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Rep. Brett M. Roberts asked if the bill included language that “if an administrator or someone doesn’t go along with this that they can be held personally liable or something to that effect?”
‘That’s in the original proposition, and that would be what is repealed,” said House Education Chair Rep. Michelle Udall.
What the bill would change
Rep. Quang H. Nguyen said when he was 14, he did not speak any English, then asked why students are not learning English through immersion, which worked for him. He said English as a Second Language (ESL) instruction did not get him to where he needed to be.
Prop. 203 required Structured English Immersion, but “what it actually has ended up being is lumping all the kids that don’t speak English together and putting them in classrooms by themselves,” said Chair Udall.
Arizona’s Structured English Immersion puts English learners “into a classroom where only the teacher is speaking English, but all of their classmates don’t speak English so they’re not getting those opportunities to converse with peers that know the language,” Chair Udall said. “They’re left in that classroom four hours of the day. That’s the problem we’re trying to fix.”
“The dual immersion program means half your kids speak English and half your kids speak whatever language is being learned,” Chair Udall said. “Half the day is taught in one language and half the day is taught in the other, so you’re around native speaking peers in both languages. And those programs – like what you and your wife probably went through – are much more effective.”
Arizona Capitol Television: House Education Committee Meeting Jan. 19, 2021 on HCR 2005
“My understanding is that the goal here is to assist nonnative speakers to learn English and ultimately getting this on the ballot and changing the law would help them learn English better than under the current law,” said Rep. Joel John,
“Yes, that is exactly it,” Esposito said. “We lag behind a lot of our other peer states when we look at places like Texas and Florida and even Utah on those NAPE scores. We’re 20 percent behind their achievement rates for this same cohort of students.”
“We have failed these kids, quite frankly, and we need to remove the barriers that exist out there to helping them learn English and have access to these high-quality immersive programs that will help them do that,” Esposito said.
Then, Rep. John asked how students ended up in Arizona classrooms without other students who speak English.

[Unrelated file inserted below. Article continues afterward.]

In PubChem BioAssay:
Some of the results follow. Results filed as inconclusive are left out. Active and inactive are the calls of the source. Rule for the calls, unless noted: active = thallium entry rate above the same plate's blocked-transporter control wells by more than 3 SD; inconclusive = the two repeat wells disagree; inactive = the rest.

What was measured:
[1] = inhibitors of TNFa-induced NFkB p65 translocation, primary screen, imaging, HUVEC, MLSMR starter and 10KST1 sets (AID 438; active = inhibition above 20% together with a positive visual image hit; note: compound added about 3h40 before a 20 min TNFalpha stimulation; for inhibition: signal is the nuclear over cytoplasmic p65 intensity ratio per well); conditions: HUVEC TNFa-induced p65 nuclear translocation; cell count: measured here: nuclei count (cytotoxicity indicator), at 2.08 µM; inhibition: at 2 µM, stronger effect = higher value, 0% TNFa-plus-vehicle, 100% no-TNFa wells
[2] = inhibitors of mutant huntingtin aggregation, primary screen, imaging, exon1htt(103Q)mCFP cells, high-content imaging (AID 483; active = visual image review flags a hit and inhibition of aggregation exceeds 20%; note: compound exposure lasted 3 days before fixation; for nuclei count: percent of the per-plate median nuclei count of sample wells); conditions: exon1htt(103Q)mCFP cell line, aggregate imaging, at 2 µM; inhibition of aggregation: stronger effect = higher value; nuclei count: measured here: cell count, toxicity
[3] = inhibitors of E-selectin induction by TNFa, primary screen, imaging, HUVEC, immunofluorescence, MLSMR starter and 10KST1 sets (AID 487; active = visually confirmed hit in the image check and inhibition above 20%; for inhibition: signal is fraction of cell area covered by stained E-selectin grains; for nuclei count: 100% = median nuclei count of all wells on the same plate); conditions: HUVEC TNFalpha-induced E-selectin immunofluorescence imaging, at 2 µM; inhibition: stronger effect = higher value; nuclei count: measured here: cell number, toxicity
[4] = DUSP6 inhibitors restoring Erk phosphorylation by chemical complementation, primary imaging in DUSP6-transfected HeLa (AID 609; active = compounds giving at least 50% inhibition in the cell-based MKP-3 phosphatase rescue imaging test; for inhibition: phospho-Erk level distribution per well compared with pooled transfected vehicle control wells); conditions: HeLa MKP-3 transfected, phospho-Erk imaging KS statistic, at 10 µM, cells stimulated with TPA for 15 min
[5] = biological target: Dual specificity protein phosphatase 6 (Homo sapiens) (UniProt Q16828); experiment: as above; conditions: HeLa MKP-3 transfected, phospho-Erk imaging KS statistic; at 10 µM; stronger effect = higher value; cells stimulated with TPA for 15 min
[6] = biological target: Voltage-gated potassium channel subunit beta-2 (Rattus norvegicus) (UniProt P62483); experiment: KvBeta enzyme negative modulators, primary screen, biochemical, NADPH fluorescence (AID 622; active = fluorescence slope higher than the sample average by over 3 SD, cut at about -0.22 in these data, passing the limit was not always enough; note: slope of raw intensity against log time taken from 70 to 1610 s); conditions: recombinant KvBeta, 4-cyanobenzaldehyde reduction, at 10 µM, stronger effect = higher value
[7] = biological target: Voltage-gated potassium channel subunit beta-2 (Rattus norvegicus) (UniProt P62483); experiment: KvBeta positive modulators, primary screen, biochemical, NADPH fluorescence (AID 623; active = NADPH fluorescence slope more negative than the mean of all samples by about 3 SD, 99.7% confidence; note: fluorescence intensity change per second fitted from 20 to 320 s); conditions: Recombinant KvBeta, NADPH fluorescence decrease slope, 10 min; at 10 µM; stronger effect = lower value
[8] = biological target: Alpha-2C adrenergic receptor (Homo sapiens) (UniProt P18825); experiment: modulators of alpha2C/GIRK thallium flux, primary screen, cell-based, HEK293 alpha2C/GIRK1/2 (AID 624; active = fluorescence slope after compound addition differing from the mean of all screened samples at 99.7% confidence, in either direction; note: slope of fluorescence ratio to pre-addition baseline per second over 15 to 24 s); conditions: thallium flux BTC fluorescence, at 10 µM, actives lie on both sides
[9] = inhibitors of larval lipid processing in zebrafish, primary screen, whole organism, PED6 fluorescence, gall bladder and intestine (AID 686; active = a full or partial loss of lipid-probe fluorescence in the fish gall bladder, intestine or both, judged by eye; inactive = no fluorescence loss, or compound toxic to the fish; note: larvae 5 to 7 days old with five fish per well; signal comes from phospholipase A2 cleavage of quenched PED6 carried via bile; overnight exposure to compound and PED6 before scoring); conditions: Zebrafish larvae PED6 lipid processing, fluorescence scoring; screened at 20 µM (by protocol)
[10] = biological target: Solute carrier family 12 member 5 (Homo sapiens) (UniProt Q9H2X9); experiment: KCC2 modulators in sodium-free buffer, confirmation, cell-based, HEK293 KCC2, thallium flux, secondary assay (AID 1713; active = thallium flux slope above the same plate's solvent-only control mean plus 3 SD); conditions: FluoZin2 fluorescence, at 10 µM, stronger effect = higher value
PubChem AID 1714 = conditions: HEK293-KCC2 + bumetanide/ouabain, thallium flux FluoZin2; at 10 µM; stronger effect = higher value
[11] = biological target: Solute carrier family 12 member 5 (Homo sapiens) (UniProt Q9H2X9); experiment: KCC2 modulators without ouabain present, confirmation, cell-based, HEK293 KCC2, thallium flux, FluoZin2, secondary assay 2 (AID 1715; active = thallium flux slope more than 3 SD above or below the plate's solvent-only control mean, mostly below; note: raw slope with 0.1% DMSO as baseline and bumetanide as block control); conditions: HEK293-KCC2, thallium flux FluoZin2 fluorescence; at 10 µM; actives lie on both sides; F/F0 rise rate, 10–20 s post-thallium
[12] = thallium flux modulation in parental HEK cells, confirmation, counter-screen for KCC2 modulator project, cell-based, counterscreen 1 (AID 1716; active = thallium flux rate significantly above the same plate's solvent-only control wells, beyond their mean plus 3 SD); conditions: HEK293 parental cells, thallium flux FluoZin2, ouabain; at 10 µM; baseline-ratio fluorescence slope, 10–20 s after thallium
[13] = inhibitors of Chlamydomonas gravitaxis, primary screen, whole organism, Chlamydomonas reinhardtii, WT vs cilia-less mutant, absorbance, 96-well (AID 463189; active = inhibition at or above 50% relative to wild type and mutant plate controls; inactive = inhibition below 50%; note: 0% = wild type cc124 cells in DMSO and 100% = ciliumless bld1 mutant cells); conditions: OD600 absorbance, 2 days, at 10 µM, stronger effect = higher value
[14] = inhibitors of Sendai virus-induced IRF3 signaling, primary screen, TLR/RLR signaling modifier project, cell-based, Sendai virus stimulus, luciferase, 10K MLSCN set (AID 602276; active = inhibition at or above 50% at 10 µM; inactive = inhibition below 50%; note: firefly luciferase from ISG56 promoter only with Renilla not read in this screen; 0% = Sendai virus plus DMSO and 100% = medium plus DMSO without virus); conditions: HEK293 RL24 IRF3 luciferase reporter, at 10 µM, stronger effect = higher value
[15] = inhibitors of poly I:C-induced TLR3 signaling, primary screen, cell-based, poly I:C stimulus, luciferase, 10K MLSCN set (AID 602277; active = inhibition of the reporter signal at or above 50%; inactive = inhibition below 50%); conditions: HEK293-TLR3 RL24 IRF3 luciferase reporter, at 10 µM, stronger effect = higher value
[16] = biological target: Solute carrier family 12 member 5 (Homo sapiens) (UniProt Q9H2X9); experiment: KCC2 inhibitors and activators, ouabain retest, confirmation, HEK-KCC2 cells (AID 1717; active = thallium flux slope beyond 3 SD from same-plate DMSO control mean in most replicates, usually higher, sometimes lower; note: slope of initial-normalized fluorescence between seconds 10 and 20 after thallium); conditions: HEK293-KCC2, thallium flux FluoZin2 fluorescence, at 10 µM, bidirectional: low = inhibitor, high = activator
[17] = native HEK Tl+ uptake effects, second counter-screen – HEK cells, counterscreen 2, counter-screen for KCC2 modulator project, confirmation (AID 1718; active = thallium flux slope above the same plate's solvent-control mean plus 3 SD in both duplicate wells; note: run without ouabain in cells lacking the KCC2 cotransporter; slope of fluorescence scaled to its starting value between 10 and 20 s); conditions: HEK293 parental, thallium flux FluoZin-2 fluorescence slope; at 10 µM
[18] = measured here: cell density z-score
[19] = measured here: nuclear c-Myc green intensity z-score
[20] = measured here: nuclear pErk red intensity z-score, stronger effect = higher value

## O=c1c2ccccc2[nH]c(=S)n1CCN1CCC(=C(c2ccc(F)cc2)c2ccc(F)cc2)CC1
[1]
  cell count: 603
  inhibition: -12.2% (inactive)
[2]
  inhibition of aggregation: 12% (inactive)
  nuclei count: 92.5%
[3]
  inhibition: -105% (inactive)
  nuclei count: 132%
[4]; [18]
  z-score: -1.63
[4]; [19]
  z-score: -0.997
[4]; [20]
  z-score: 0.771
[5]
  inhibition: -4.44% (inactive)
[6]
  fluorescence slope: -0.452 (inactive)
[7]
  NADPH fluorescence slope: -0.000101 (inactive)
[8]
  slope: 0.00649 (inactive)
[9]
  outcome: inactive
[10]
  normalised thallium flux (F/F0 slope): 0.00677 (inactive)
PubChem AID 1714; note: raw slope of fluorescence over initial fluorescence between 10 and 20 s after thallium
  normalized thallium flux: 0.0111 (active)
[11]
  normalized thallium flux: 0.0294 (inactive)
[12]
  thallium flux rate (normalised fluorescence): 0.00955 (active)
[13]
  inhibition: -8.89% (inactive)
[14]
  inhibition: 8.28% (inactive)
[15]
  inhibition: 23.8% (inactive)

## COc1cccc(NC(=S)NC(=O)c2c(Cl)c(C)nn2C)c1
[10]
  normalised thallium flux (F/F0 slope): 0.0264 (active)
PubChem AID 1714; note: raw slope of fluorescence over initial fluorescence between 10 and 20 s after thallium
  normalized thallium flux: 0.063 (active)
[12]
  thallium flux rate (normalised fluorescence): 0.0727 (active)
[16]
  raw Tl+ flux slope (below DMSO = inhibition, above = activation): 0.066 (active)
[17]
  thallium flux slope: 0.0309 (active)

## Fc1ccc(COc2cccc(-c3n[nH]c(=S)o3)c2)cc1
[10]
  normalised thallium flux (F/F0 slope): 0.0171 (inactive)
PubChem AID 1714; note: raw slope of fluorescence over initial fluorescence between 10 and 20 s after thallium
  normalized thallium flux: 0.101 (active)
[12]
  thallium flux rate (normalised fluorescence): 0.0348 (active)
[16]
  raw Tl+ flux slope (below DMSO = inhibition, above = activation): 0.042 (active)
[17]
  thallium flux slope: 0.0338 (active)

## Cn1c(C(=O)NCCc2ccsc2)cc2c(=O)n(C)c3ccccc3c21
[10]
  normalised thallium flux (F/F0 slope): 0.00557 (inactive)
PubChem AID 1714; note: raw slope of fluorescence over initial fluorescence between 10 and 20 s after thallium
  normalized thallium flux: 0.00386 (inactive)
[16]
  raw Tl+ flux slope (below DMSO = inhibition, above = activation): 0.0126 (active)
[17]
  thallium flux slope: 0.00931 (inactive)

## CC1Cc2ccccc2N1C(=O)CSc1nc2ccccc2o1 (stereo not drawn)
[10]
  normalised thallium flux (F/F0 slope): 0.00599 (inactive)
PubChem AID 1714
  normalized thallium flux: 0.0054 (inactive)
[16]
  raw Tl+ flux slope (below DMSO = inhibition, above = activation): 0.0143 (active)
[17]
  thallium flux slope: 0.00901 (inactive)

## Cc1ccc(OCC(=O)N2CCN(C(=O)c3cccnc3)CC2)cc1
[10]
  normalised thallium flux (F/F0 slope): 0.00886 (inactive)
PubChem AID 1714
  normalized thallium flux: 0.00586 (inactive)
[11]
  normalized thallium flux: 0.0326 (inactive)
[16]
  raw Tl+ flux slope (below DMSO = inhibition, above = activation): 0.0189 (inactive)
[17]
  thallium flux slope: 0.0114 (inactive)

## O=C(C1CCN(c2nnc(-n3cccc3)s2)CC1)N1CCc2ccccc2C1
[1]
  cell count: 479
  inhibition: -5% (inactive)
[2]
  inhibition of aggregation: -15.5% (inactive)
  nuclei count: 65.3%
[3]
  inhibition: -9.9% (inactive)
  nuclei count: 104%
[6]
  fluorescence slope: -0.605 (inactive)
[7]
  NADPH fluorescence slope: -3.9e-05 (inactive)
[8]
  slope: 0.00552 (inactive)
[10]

Prop. 203 required this “four-hour block of Structured English Immersion, where as Rep. Udall described earlier, we are essentially segregating these kids out from their native English-speaking peers and trying to intensively instruct them in the English language,” Esposito said.
“What the Legislature did a couple sessions ago was give some flexibility to how long they have to be in that four-hour block,” Esposito said. “It’s no longer specifically four hours all the time, but we still have that structure in place as the main system of teaching these students and they cannot have access to these dual-language programs because it prohibits them being taught in any other language than English.”
Arizona Dept. of Ed support for the bill
Arizona Department of Education Deputy Associate Superintendent of Legislative Affairs Aaron Wonders said, “From the Department’s perspective, we’re very excited to see this proposal coming forward again, and really hope it makes it across the finish line this year. I want to thank Rep. Fillmore for sponsoring this as well as all the stakeholders and members involved in this.”
“We know that our English Language Learners in this state have a significant achievement gap compared to non-EL students and some of that is rooted in existing frameworks in statute,” Wonders said.
Legislation passed in 2019 provided some flexibility, “but there are still some impediments this bill is seeking to address,” Wonders said.
Also, the Arizona Department of Education “has been involved with stakeholders throughout this in ensuring that existing systems and federal statues around assessments are still in place with the passage of this,” Wonders said.
Carmen Terrell, who has a student in Arizona public schools, saidshe supports HCR 2005 “100 percent.”
“This is a bill I’m happy to support, and the previous attempt to get this all the way through. I’m just thrilled to see another piece of legislation that has broad bipartisan consensus,” said Rep. Athena Salman as she voted for HCR 2005.
“I know in my district, people of both parties who are seeking this option for their students, for their kids so that Arizona’s in a position where we can be more competitive going forward,” Rep. Salman said.